I’ve been fascinated by Alphonsine Plessis for a very long time. My first reading of Alexandre Dumas’ La Dame aux Camélias captivated me and Verdi’s La Traviata can reduce me to tears in the blink of an eye. Both of course are fictions inspired by Alphonsine Plessis but both I think capture the essence of this ultimately tragic young woman.

Standing beside Alphonsine’s tomb in Montmartre cemetery the other day I decided to produce something to convey my fascination with Alphonsine Rose Plessis:

Alphonsine Plessis – Montmartre Cemetery:

Montmartre Cemetary

Placing microphones around the foot of Alphonsine’s tomb I recorded the ambient sounds on a sunny summer afternoon. I then added the sounds of the ‘Fantasia sur La Traviata’ composed by Pierre Agricol Genin and played by two exceptional musicians, Barbara Hill on flute and Laurie Randolph on guitar. For those familiar with La Traviata, this music depicts the life and death of Violetta, and by extension, of Alphonsine Plessis. The subdued ambient sounds provide both a contemporary context and echoes of the past, they are after all the sounds that Alphonsine hears and has heard every day lying in this place.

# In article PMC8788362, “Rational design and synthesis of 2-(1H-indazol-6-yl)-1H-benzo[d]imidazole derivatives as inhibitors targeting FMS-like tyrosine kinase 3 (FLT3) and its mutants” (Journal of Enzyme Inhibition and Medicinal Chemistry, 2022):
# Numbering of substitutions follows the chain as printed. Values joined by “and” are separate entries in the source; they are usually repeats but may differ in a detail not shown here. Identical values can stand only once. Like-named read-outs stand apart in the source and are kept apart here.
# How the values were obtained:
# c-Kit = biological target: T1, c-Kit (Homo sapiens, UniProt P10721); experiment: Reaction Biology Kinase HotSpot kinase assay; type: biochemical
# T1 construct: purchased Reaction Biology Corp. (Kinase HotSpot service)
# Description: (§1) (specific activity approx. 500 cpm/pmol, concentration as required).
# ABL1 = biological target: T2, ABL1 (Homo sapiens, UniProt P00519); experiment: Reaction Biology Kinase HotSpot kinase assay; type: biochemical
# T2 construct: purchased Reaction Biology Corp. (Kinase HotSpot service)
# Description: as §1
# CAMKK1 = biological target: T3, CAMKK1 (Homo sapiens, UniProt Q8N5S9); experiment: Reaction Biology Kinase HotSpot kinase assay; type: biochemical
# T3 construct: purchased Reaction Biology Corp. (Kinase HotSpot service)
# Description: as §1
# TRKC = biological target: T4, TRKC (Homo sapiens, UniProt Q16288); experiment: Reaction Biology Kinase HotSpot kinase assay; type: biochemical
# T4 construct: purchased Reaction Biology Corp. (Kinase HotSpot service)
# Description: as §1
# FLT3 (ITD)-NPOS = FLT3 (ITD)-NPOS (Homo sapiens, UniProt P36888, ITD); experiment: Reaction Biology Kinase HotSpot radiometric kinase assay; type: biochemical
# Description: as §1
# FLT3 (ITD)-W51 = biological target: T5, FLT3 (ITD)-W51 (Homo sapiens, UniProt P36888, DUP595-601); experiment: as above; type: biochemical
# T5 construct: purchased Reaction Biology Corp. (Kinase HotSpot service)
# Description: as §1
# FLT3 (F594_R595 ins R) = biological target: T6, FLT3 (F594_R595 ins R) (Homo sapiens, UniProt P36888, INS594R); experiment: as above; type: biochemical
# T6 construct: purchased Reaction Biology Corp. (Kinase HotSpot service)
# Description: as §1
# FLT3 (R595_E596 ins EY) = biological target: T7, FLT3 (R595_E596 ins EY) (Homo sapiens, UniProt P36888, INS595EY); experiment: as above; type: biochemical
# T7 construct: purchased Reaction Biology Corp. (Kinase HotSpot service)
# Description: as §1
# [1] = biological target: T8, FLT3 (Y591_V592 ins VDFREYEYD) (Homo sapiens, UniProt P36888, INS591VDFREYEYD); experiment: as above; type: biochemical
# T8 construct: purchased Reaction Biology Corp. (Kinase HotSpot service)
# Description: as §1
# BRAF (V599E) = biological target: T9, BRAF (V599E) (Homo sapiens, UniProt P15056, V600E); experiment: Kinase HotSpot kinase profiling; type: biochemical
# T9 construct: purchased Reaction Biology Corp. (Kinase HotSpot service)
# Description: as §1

Note:

My especial thanks to Barbara Hill for permission to use this recording of ‘Fantasia sur La Traviata’.

Alfons_Mucha_-_1896_-_La_Dame_aux_Camélias_-_Sarah_Bernhardt

Poster for a performance of the theatrical version of La Dame aux Camélias, with Sarah Bernhardt (1896)

 

5 Comments Post a comment
  1. Jun 14 2015

    Loved this post. Alphonsine’s life story reminded me of the fictional one of Zola’s Nana – another of the grandes horizontales, I suppose. The soundscape with the music lends a beautiful touch.

    Reply
    • Jun 14 2015

      Thank you, Susanna. I’m pleased you liked this piece.

      Yes, the comparison with Nana is very appropriate. Although Zola couldn’t have actually known Alphonsine, he was born I think shortly before she died, I’m sure he would have known of her – and of some of the other grandes horizontales too I shouldn’t wonder.